The Best of Star Trek: The Next Generation

Actors: Patrick Stewart, Brent Spiner, Jonathan Frakes, LeVar Burton, Denise Crosby
Adam Nimoy, Alexander Singer, Chip Chalmers, Cliff Bole, Corey Allen
AC-3, Color, Dolby, Dubbed, DVD-Video, Full Screen, Subtitled, NTSC
Subtitles: English, Spanish
Number of discs: 1
DVD Release Date: May 12, 2009
Run Time: 181 minutes



Naked cash grabs can still be used in the service of good. Paramount certainly has no problems trundling out Star Trek DVDs on the flimsiest of excuses, and with the new movie hitting screens, they're more than justified in creating a little synergy. The two Best of Star Trek DVDs - one for the original series and one for The Next Generation - are aimed squarely at Trek newcomers and those who haven't experienced the show in awhile. Judging by the response to the latest film, there's apt to be quite a number of them, and while the original series DVD features the same characters as J.J. Abrams' reboot, the Next Generation disc holds numerous charms of its own.

As with the TOS DVD, this one contains four episodes generally regarded as the pinnacle of TNG's seven-season run. Strictly speaking, however, it only holds three: the first being Parts I and II of the brilliant The Best of Both Worlds. The crew of the Enterprise faces an invasion from the cybernetic Borg, who capture Captain Picard (Patrick Stewart) and convert him into one of their own. Commander Riker (Jonathan Frakes) must either destroy his beloved captain or risk the assimilation of the planet Earth… and there's no guarantee he can achieve either goal. Though it represented only their second official appearance, The Best of Both Worlds cemented the Borg's status as the most frightening villains in the Trek universe. Director Cliff Bole attained an eerie, relentless pace for episode, matched by an epic scope which even the full-bore cinematic release of First Contact could only imitate.

The second entry on the disc is even darker if that's possible. Yesterday's Enterprise concerns itself with one of those pesky rifts in space-time, through which an earlier version of the Enterprise is pulled forward from the past. In so doing, it creates a seismic shift in subsequent history: the bright, happy TNG future vanishes, replaced by a more militaristic Federation engaged in a losing war with the Klingon Empire. If the old Enterprise isn't sent back where it belongs - its crew doomed to die and in so doing cement an alliance with the Klingons - the Federation my end up conquered vassals of their bony-foreheaded nemeses. The episode was notable for the brief return of Denise Crosby to the cast, having been killed midway through the show's first season.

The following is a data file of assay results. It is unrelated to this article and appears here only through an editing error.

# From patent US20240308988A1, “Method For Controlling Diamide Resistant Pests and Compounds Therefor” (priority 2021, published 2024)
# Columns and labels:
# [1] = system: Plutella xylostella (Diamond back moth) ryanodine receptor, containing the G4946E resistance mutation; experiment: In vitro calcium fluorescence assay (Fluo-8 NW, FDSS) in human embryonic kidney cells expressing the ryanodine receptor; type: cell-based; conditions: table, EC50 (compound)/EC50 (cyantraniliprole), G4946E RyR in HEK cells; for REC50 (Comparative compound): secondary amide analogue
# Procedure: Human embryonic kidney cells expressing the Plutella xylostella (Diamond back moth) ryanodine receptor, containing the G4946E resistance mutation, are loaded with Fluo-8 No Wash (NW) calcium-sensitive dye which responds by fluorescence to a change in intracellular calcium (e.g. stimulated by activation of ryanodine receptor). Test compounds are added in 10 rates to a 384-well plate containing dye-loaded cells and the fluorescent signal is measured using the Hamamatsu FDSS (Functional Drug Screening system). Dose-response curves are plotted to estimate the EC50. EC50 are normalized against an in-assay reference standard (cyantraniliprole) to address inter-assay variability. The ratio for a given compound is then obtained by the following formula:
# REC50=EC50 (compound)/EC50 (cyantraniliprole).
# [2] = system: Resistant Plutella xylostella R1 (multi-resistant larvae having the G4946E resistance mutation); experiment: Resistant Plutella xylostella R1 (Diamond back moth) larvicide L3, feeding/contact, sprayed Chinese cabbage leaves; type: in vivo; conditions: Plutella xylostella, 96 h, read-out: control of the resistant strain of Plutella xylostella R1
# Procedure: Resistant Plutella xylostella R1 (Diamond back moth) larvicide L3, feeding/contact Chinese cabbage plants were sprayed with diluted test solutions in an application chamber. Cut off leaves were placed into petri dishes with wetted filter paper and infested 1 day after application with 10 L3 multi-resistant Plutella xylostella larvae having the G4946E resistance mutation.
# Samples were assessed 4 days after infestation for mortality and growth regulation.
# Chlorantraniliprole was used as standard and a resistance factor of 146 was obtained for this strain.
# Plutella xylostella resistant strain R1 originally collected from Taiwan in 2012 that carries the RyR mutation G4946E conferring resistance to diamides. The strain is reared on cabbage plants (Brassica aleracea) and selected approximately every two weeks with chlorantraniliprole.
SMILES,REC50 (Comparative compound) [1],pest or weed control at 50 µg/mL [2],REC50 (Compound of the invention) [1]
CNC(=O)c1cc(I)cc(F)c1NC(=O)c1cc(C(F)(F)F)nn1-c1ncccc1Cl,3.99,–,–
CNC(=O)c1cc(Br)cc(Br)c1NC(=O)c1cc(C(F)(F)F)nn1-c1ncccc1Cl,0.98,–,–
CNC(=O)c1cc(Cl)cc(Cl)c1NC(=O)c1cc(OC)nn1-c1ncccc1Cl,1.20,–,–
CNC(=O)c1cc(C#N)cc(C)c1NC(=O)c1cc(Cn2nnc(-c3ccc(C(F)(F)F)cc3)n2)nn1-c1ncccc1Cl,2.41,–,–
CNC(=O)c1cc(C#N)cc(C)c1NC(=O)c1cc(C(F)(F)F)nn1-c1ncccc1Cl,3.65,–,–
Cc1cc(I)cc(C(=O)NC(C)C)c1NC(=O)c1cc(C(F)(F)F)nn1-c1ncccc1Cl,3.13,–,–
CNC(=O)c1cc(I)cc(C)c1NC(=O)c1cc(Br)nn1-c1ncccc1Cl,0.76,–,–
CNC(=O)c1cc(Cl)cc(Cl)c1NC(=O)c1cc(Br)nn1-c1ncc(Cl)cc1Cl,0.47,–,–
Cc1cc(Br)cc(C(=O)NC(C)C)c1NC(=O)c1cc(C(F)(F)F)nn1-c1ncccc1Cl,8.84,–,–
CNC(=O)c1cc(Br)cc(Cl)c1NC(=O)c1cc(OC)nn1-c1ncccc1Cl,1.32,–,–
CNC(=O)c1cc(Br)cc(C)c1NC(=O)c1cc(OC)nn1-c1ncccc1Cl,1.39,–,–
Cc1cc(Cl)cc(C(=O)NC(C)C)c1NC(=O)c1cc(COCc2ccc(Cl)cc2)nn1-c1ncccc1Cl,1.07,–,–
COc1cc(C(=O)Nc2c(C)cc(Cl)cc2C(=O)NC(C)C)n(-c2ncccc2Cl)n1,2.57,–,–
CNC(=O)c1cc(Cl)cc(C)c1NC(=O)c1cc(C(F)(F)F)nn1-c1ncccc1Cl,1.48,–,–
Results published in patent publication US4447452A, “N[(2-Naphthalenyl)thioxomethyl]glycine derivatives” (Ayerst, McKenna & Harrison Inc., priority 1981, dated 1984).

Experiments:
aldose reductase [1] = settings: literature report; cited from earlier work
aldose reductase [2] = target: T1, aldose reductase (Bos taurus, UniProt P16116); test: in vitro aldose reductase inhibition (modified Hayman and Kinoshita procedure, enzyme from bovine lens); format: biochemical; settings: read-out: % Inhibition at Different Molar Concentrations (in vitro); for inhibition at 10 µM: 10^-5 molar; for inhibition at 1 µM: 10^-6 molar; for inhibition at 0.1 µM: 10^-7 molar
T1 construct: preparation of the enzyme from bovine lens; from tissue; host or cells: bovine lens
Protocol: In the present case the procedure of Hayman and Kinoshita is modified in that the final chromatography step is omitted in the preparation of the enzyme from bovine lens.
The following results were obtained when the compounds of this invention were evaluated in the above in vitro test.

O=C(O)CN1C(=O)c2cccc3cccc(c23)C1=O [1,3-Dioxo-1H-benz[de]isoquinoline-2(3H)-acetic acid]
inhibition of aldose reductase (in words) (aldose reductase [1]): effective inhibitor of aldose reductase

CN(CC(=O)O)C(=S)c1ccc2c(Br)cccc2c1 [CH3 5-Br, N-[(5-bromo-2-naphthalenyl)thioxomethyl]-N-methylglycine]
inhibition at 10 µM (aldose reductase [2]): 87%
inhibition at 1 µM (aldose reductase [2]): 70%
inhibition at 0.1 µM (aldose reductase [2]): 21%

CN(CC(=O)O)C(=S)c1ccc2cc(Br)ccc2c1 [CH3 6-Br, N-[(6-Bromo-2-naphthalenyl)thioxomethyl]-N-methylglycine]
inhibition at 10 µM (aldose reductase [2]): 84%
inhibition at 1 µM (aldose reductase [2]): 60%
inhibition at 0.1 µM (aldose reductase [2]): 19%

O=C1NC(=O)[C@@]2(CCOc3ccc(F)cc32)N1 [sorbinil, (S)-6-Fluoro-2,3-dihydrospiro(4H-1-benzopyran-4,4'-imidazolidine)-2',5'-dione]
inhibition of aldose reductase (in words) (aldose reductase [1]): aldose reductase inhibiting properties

With all that gloom and doom, the final episode feels much lighter. In The Measure of a Man, a Starfleet scientist attempts to requisition Lt. Commander Data (Brent Spiner) for his robotic research, triggering a tribunal to determine Data's status as a sentient being. Though a tad heavy-handed, it presents a meaty take on the old "can a robot have a soul" debate while letting Stewart flash his Shakespearean chops with a closing courtroom speech.

It's also worth noting that all three episodes feature Guinan, Whoopi Goldberg's wise woman on the mount who provides sage advice from the Enterprise bar.

THE DISC: Though the transfer is solid and the sound and video quality are strong, the DVD offers absolutely no added features of any kind. Paramount has balanced that out with a very low purchase price - it's currently going for $9.99 on Amazon - making it easy to pick up on impulse.

WORTH IT? Trekkies who already own multiple copies of these episodes in other collections needn't bother with this one. (They originally aired amid Seasons 2, 3 and 4.) For those who enjoyed the new movie and want to experience more of the Star Trek universe - or for those who, like me, haven't seen TNG in awhile - the disc makes an excellent way to dip your toe back in.

RECOMMENDATION: A great bargain for the price and well worth picking up for dilettantes who may not wish to shell out the money for a full season.

- Rob Vaux



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